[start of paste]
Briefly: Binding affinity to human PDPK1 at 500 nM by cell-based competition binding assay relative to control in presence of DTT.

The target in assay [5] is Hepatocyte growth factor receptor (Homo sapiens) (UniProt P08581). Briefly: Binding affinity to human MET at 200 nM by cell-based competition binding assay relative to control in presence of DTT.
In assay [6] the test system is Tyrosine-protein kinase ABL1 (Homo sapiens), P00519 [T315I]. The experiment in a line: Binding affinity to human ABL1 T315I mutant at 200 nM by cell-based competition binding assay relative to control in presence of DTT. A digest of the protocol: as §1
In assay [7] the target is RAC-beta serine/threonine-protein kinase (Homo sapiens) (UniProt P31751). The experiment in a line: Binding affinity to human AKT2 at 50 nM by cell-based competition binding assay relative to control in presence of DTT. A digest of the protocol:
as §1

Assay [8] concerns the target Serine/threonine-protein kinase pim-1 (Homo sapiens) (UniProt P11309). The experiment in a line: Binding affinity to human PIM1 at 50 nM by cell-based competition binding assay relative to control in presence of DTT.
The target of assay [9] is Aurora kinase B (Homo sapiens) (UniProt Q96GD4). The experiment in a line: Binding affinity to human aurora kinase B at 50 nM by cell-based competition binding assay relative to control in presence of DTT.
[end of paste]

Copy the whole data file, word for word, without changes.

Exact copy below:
Briefly: Binding affinity to human PDPK1 at 500 nM by cell-based competition binding assay relative to control in presence of DTT.

The target in assay [5] is Hepatocyte growth factor receptor (Homo sapiens) (UniProt P08581). Briefly: Binding affinity to human MET at 200 nM by cell-based competition binding assay relative to control in presence of DTT.
In assay [6] the test system is Tyrosine-protein kinase ABL1 (Homo sapiens), P00519 [T315I]. The experiment in a line: Binding affinity to human ABL1 T315I mutant at 200 nM by cell-based competition binding assay relative to control in presence of DTT. A digest of the protocol: as §1
In assay [7] the target is RAC-beta serine/threonine-protein kinase (Homo sapiens) (UniProt P31751). The experiment in a line: Binding affinity to human AKT2 at 50 nM by cell-based competition binding assay relative to control in presence of DTT. A digest of the protocol:
as §1

Assay [8] concerns the target Serine/threonine-protein kinase pim-1 (Homo sapiens) (UniProt P11309). The experiment in a line: Binding affinity to human PIM1 at 50 nM by cell-based competition binding assay relative to control in presence of DTT.
The target of assay [9] is Aurora kinase B (Homo sapiens) (UniProt Q96GD4). The experiment in a line: Binding affinity to human aurora kinase B at 50 nM by cell-based competition binding assay relative to control in presence of DTT.